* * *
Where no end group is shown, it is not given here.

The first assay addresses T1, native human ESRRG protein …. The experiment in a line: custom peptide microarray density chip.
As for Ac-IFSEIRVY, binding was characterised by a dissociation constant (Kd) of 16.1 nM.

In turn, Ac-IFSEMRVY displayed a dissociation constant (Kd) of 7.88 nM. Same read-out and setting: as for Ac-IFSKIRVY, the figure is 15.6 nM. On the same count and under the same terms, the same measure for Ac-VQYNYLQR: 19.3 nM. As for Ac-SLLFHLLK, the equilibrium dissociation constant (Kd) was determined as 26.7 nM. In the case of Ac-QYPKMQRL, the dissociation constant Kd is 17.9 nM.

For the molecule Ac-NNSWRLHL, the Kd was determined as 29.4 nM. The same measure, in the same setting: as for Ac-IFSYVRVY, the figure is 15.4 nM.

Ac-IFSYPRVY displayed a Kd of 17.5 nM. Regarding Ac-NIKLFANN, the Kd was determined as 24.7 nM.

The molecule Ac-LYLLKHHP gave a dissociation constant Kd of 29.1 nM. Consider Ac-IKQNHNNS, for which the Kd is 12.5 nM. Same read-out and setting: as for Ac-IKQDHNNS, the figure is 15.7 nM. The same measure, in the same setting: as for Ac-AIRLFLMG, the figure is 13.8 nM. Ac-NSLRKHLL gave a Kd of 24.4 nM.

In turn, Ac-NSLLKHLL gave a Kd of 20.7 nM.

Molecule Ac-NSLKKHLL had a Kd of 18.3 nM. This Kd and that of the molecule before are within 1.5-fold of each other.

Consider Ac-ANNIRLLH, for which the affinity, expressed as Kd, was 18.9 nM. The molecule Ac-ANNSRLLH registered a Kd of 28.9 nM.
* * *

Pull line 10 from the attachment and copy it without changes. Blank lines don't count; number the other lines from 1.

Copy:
Consider Ac-ANNIRLLH, for which the affinity, expressed as Kd, was 18.9 nM. The molecule Ac-ANNSRLLH registered a Kd of 28.9 nM.